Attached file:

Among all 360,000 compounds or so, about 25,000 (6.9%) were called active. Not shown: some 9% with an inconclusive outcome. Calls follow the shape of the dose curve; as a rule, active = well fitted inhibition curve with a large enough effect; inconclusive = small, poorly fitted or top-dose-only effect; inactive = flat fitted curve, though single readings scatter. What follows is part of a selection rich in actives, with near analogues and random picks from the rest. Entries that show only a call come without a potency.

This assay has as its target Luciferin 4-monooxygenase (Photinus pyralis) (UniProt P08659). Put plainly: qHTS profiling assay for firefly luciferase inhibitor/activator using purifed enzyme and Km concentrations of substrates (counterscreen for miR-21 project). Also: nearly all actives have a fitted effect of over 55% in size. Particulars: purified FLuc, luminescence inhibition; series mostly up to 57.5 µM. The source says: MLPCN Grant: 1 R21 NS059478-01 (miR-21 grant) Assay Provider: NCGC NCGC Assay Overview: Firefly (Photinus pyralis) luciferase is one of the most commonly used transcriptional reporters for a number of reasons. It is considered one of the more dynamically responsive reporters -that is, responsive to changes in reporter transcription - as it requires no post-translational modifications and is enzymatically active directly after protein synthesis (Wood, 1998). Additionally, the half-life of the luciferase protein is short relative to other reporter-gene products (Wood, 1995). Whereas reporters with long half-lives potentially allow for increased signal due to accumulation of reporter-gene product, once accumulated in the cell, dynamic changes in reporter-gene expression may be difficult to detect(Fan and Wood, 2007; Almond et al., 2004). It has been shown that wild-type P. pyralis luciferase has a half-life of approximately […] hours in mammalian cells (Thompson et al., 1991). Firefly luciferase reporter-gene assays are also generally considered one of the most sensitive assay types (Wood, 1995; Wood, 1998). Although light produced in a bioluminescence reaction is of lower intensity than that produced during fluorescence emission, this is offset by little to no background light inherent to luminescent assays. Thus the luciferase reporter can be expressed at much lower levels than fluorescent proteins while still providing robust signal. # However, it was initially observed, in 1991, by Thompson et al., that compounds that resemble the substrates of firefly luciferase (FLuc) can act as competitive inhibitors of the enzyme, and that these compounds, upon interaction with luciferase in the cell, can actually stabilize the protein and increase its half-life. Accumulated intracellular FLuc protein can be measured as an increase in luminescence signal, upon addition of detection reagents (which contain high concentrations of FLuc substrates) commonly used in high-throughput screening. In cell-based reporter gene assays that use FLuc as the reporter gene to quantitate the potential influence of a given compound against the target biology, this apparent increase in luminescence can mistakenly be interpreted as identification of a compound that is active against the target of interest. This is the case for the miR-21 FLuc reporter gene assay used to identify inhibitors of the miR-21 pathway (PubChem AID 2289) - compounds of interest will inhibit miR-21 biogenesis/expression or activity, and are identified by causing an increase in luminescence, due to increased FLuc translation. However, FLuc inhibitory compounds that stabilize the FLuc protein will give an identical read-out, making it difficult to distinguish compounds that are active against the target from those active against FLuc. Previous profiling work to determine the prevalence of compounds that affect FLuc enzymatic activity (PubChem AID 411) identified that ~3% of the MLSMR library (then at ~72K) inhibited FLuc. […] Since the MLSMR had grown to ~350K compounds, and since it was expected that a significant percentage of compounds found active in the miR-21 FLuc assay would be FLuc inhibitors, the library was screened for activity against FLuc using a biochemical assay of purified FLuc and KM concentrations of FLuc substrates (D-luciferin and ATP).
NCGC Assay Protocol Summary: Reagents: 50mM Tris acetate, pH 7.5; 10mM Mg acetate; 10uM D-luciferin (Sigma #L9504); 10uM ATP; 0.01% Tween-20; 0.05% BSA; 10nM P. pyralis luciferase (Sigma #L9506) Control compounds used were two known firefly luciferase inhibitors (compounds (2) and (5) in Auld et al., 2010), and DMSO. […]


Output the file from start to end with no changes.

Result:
Among all 360,000 compounds or so, about 25,000 (6.9%) were called active. Not shown: some 9% with an inconclusive outcome. Calls follow the shape of the dose curve; as a rule, active = well fitted inhibition curve with a large enough effect; inconclusive = small, poorly fitted or top-dose-only effect; inactive = flat fitted curve, though single readings scatter. What follows is part of a selection rich in actives, with near analogues and random picks from the rest. Entries that show only a call come without a potency.

This assay has as its target Luciferin 4-monooxygenase (Photinus pyralis) (UniProt P08659). Put plainly: qHTS profiling assay for firefly luciferase inhibitor/activator using purifed enzyme and Km concentrations of substrates (counterscreen for miR-21 project). Also: nearly all actives have a fitted effect of over 55% in size. Particulars: purified FLuc, luminescence inhibition; series mostly up to 57.5 µM. The source says: MLPCN Grant: 1 R21 NS059478-01 (miR-21 grant) Assay Provider: NCGC NCGC Assay Overview: Firefly (Photinus pyralis) luciferase is one of the most commonly used transcriptional reporters for a number of reasons. It is considered one of the more dynamically responsive reporters -that is, responsive to changes in reporter transcription - as it requires no post-translational modifications and is enzymatically active directly after protein synthesis (Wood, 1998). Additionally, the half-life of the luciferase protein is short relative to other reporter-gene products (Wood, 1995). Whereas reporters with long half-lives potentially allow for increased signal due to accumulation of reporter-gene product, once accumulated in the cell, dynamic changes in reporter-gene expression may be difficult to detect(Fan and Wood, 2007; Almond et al., 2004). It has been shown that wild-type P. pyralis luciferase has a half-life of approximately […] hours in mammalian cells (Thompson et al., 1991). Firefly luciferase reporter-gene assays are also generally considered one of the most sensitive assay types (Wood, 1995; Wood, 1998). Although light produced in a bioluminescence reaction is of lower intensity than that produced during fluorescence emission, this is offset by little to no background light inherent to luminescent assays. Thus the luciferase reporter can be expressed at much lower levels than fluorescent proteins while still providing robust signal. # However, it was initially observed, in 1991, by Thompson et al., that compounds that resemble the substrates of firefly luciferase (FLuc) can act as competitive inhibitors of the enzyme, and that these compounds, upon interaction with luciferase in the cell, can actually stabilize the protein and increase its half-life. Accumulated intracellular FLuc protein can be measured as an increase in luminescence signal, upon addition of detection reagents (which contain high concentrations of FLuc substrates) commonly used in high-throughput screening. In cell-based reporter gene assays that use FLuc as the reporter gene to quantitate the potential influence of a given compound against the target biology, this apparent increase in luminescence can mistakenly be interpreted as identification of a compound that is active against the target of interest. This is the case for the miR-21 FLuc reporter gene assay used to identify inhibitors of the miR-21 pathway (PubChem AID 2289) - compounds of interest will inhibit miR-21 biogenesis/expression or activity, and are identified by causing an increase in luminescence, due to increased FLuc translation. However, FLuc inhibitory compounds that stabilize the FLuc protein will give an identical read-out, making it difficult to distinguish compounds that are active against the target from those active against FLuc. Previous profiling work to determine the prevalence of compounds that affect FLuc enzymatic activity (PubChem AID 411) identified that ~3% of the MLSMR library (then at ~72K) inhibited FLuc. […] Since the MLSMR had grown to ~350K compounds, and since it was expected that a significant percentage of compounds found active in the miR-21 FLuc assay would be FLuc inhibitors, the library was screened for activity against FLuc using a biochemical assay of purified FLuc and KM concentrations of FLuc substrates (D-luciferin and ATP).
NCGC Assay Protocol Summary: Reagents: 50mM Tris acetate, pH 7.5; 10mM Mg acetate; 10uM D-luciferin (Sigma #L9504); 10uM ATP; 0.01% Tween-20; 0.05% BSA; 10nM P. pyralis luciferase (Sigma #L9506) Control compounds used were two known firefly luciferase inhibitors (compounds (2) and (5) in Auld et al., 2010), and DMSO. […]